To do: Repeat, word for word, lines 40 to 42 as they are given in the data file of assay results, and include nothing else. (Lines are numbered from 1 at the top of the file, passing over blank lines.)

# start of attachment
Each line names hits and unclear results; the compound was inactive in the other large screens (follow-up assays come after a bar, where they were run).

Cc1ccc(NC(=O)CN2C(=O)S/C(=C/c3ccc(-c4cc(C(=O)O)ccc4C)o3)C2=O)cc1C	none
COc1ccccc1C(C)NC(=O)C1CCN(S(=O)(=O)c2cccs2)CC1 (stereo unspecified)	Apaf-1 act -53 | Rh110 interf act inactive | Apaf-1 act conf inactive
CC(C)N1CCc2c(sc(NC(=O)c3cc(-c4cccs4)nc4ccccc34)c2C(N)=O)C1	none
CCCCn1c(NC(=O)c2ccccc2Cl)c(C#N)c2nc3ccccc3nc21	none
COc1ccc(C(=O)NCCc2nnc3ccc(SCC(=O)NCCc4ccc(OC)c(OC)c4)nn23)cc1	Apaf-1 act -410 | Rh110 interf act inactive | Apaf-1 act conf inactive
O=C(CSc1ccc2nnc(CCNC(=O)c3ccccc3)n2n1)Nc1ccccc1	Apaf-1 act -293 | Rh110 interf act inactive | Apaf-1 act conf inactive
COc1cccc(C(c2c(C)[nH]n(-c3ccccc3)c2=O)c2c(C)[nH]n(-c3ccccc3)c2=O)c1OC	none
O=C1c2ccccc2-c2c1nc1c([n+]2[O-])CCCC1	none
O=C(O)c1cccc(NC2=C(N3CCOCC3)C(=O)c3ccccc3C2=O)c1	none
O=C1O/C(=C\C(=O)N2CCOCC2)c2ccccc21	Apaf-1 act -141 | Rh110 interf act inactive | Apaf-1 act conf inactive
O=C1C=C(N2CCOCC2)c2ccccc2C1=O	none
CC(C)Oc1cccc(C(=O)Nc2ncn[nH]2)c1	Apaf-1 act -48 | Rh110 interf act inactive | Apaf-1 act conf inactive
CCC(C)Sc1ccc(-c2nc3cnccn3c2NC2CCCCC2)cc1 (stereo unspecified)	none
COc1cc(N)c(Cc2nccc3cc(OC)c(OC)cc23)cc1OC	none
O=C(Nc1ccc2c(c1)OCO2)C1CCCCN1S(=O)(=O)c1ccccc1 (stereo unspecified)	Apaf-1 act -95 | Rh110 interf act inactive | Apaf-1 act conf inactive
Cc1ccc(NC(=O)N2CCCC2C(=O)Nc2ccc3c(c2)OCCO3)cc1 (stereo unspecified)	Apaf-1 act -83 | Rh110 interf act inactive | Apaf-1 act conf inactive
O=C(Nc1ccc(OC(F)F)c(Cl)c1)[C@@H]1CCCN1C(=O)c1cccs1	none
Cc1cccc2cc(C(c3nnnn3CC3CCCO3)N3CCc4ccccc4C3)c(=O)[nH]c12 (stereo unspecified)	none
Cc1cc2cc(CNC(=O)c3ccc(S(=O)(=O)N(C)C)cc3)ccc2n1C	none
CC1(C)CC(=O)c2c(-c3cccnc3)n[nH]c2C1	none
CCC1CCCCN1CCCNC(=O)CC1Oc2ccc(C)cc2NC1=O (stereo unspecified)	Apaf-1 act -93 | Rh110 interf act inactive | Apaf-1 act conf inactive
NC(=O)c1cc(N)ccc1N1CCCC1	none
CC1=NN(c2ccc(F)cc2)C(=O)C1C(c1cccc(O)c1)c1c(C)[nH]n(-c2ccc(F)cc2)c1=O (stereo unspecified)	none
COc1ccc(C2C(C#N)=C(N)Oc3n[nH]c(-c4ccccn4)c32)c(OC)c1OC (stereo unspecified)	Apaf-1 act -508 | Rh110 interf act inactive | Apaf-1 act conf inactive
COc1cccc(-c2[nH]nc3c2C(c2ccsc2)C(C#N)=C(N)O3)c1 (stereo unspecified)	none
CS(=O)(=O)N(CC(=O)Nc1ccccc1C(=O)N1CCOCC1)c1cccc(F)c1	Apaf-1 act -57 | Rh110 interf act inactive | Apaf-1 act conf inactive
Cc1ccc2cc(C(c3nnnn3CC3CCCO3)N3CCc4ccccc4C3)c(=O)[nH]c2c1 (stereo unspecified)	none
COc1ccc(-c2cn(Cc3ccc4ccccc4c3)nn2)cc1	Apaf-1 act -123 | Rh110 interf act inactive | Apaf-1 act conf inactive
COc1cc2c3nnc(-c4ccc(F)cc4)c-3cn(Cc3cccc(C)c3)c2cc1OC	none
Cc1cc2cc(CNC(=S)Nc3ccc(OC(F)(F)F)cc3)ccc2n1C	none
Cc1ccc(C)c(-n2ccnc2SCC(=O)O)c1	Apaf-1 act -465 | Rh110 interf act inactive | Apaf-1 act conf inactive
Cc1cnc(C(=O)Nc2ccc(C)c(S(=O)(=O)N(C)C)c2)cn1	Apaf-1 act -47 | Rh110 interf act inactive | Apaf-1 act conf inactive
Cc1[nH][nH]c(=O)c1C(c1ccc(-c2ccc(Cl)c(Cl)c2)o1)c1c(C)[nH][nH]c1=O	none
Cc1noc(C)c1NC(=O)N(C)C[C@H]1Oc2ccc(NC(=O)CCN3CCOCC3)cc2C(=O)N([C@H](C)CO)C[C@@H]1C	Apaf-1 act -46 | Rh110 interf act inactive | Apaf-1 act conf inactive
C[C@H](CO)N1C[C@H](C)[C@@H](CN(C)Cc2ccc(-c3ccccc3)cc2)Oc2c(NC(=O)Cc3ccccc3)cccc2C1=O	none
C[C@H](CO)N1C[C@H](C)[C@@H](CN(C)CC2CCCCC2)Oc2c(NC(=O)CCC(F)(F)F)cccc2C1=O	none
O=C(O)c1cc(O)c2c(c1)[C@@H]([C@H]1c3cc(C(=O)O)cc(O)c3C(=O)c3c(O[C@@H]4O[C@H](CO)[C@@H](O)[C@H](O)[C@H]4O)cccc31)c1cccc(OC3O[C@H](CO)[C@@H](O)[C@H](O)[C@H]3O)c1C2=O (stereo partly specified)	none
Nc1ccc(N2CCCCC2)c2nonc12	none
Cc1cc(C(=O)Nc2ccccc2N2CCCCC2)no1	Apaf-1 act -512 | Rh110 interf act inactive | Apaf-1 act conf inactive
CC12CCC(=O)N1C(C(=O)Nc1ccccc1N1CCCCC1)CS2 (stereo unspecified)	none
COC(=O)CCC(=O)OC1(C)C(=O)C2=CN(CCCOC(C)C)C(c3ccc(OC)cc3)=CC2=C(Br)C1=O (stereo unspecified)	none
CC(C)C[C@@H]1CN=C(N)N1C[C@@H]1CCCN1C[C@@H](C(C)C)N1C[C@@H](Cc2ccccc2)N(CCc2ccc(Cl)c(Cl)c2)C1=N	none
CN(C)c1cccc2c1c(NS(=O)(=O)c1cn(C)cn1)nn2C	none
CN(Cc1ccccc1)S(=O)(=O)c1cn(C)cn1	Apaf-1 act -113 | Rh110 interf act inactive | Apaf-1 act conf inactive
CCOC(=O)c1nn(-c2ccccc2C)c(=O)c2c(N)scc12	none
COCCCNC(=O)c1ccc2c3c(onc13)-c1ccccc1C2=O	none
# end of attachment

Cc1cc(C(=O)Nc2ccccc2N2CCCCC2)no1	Apaf-1 act -512 | Rh110 interf act inactive | Apaf-1 act conf inactive
CC12CCC(=O)N1C(C(=O)Nc1ccccc1N1CCCCC1)CS2 (stereo unspecified)	none
COC(=O)CCC(=O)OC1(C)C(=O)C2=CN(CCCOC(C)C)C(c3ccc(OC)cc3)=CC2=C(Br)C1=O (stereo unspecified)	none